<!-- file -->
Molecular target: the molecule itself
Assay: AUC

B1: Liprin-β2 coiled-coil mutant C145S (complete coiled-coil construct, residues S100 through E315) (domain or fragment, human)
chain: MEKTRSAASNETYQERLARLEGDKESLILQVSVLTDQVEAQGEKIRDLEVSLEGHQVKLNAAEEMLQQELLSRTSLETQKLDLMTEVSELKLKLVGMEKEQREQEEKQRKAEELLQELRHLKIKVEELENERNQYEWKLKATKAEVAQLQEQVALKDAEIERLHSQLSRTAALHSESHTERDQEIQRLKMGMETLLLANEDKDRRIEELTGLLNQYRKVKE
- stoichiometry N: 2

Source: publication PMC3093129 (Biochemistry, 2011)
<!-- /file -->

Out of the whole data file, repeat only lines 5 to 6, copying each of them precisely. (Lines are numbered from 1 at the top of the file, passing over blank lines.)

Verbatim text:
- stoichiometry N: 2

Source: publication PMC3093129 (Biochemistry, 2011)